I2C bi-directional level shifter


This page is about a bi-directional level shifter for the I2C-bus: what it is, why you need it and when you can manage without.

A level shifter shifts the voltages of the bus signals so that devices of different voltages can communicate over the bus.

This purpose of this page is to collect together all the relevant information (for example from the forums), and you are invited to add your own solution.

Connecting 3.3V I2C components directly to the Arduino.

A 3.3V I2C component can be connected directly to the Arduino, by using the 3.3V of the Arduino board, and using two 4k7 pull-up resistors to the 3.3V, but you have to know the risks.

The Arduino boards use AVR microprocessors, most of which run at run at 5 Volts, and most of those Arduino Boards have a voltage regulator for 3.3 V which can be used for those components that need it.

Multiple 3.3V I2C components can be added to this bus.

Many I2C devices operate over a range of voltages; it is possible that all your I2C components will work with 3.3V.

There has been some confusion about the minimum voltage for a 'high' level. For the normal digital input pins of the ATmega328p this is 0.6 * Vcc. However, for the I2C pins it is 0.7 * Vcc; in the datasheet this is called VIH (see Section 29.7 of the datasheet: 'Two-wire Serial Interface Characteristics'). Even the Arduino Leonardo and Arduino Micro (both of which use the ATmega32U4) require 0.7 * Vcc for 'high' level of the I2C bus, although their normal digital inputs are LVTTL and require only 1.9V. For 5V powered micros, the I2C high level should be at least 3.5V to meet specification; using the 3.3V I2C-bus for a 5V Arduino is living on the edge, hoping that the 3.3V will be recognized as a digital high. Since the I2C-bus is rather slow, the 4k7 pull-up resistors will pull the signal fast enough to 3.3V, and with the help of the internal pull-up resistors the Arduino will work with a 3.3V I2C-bus most of the time.

5V I2C components can be connected to the SDA and SCL lines of the 3.3V I2C-bus. A high level will be 3.3V and not 5V, but in most cases it's enough to make it work.

Internal pull-up resistors activated by Wire library.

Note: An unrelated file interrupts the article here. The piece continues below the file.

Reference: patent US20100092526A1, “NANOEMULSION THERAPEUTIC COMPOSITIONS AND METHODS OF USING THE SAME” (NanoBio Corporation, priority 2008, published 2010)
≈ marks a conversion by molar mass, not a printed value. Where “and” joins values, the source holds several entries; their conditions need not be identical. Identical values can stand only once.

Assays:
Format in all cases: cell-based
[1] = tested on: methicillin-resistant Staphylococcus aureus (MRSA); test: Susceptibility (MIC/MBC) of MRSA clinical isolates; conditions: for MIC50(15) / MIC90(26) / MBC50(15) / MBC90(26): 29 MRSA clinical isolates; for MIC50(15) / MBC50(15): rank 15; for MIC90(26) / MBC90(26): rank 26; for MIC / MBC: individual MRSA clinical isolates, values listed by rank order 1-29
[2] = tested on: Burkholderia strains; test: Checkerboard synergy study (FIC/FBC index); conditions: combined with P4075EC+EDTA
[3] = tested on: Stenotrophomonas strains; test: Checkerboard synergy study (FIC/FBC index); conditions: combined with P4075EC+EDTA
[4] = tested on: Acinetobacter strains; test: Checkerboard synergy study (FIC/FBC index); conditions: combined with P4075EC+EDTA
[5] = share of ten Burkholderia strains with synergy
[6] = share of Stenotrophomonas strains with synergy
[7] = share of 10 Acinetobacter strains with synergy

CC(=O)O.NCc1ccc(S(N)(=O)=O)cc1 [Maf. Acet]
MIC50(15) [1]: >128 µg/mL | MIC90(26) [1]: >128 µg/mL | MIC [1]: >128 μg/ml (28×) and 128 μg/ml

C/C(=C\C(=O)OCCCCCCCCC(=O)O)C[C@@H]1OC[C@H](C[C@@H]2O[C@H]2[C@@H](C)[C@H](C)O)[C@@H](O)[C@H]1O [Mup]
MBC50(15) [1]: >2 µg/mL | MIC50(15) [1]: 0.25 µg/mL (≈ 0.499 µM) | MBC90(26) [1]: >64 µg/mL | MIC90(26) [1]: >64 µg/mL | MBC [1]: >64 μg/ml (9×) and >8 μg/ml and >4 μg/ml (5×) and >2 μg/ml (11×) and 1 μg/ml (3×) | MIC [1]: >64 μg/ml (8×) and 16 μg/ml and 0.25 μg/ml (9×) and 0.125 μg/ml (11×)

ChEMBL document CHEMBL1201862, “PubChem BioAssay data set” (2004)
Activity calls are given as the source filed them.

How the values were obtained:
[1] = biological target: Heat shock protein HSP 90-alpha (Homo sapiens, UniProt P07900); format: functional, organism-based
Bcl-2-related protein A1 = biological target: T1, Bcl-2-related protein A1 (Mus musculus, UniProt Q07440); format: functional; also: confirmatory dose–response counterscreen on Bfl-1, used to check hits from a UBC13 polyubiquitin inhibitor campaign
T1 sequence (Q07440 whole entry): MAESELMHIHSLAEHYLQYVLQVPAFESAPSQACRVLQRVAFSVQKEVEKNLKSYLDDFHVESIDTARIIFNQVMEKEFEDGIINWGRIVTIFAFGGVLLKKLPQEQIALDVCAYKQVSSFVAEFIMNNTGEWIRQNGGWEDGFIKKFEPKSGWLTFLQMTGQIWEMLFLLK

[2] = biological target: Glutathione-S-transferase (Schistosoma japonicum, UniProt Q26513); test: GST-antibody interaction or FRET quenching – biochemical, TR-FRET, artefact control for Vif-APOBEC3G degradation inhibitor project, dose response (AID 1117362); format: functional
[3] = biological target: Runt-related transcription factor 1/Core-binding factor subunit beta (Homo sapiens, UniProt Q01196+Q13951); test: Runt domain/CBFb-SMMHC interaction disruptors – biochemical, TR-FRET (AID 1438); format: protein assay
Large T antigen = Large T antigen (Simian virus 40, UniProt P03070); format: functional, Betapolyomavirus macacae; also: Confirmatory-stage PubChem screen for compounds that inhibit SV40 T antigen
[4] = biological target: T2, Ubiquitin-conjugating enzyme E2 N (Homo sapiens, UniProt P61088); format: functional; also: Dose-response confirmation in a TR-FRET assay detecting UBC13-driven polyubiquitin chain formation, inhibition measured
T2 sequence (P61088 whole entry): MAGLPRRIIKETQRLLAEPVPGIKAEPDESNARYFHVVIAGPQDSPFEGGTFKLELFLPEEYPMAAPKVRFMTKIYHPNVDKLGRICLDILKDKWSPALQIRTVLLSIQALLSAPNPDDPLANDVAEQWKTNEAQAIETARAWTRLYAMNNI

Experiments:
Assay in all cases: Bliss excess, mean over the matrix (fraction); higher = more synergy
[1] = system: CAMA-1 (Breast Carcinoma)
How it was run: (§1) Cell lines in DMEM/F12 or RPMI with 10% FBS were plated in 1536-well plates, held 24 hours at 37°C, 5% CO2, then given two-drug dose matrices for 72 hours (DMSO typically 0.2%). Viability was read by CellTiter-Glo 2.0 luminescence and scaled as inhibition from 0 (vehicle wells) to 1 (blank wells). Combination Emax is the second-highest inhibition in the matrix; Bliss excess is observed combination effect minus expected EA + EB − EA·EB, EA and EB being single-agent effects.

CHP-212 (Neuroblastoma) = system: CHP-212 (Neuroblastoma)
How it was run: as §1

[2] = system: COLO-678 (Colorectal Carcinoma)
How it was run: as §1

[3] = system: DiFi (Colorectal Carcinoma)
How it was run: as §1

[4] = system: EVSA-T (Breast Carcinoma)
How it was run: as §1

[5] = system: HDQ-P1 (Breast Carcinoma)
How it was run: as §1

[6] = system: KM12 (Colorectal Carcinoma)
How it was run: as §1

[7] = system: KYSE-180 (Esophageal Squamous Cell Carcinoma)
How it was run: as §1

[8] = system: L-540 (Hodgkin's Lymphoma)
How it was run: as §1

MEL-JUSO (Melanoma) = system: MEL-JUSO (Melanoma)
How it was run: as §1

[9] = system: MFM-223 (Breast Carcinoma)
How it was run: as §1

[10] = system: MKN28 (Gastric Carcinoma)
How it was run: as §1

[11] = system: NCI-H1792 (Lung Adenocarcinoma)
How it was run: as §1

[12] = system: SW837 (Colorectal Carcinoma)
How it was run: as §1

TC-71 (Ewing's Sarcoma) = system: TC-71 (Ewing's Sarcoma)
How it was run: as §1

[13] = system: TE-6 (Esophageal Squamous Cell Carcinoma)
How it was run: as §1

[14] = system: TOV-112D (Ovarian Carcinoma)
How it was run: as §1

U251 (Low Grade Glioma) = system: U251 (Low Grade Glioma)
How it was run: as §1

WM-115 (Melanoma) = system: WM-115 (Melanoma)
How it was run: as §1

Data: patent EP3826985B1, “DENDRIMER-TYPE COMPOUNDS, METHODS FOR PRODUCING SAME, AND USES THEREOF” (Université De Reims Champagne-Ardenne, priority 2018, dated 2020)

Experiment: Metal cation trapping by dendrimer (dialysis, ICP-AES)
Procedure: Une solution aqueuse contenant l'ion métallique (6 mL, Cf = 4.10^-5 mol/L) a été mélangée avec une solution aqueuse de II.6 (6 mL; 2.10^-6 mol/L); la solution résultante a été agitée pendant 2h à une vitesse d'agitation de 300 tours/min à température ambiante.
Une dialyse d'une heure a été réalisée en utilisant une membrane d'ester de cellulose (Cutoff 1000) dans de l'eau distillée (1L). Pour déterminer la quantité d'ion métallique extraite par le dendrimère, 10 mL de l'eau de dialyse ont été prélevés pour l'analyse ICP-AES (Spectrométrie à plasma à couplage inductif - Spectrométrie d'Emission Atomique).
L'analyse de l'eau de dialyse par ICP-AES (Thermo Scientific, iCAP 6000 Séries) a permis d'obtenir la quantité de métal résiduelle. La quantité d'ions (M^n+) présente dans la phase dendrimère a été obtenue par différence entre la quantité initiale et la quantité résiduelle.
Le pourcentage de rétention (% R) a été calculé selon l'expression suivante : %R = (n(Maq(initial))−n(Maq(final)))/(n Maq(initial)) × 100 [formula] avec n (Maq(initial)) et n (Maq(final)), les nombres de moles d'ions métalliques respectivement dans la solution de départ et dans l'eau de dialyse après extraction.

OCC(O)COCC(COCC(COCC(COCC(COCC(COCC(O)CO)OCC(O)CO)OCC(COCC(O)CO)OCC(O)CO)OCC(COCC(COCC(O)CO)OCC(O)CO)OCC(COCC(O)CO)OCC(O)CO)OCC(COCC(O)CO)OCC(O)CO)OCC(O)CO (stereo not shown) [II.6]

The AVR microcontroller in the Arduino features a Two Wire Interface (TWI), which is I2C compatible. The SDA and SCL lines can be programmed to have internal pull-up resistors and the function Wire.begin() from the Wire library of Arduino 1.0 (in 2012) enables them; they are connected to Vcc which could violate the specifications of an I2C component if the microcontroller is running off 5V.

If two external pull-up resistors of 4k7 to 3.3V are used, the voltages on the SDA and SCL interconnections are only raised a little above 3.3V by the internal pull-up resistors, which are usually between 20k and 50k (exceptions: Due 50k to 150k, Mega2560 10k). However, the total currents flowing in the two internal pull-up resistors via the external pull-up resistors can easily exceed the current drawn by the 3.3V device. The 3.3V regulator of the Arduino will then not function and the 3.3V rail can go significantly higher than the maximum rating of the 3.3V device. This can be avoided by placing a resistor between 3.3V and Gnd to provide additional load for the 3.3V regulator. The maximum value of this resistor will depend on the particular Arduino's pull-up resistor specification and the minimum current drawn by the 3.3V device. For a Uno, a value of 22k should suffice even if the current drawn by the 3.3V device is only a few microamps.

This is a controversial subject with many opinions, but no one has yet reported a chip being damaged this way (but you do need those two 4k7 resistors).

Outside specs, (usually) works anyway

Connecting the 5V Arduino directly to a single 3.3V-powered I2C chip usually works, even though it violates official specifications in multiple ways. In practice, Arduino's internal pull-ups are so weak that ESD protection diodes inside the 3.3V chip limit the voltage (if any exceptions are discovered, where a chip is damaged or just doesn't work properly, please edit this page).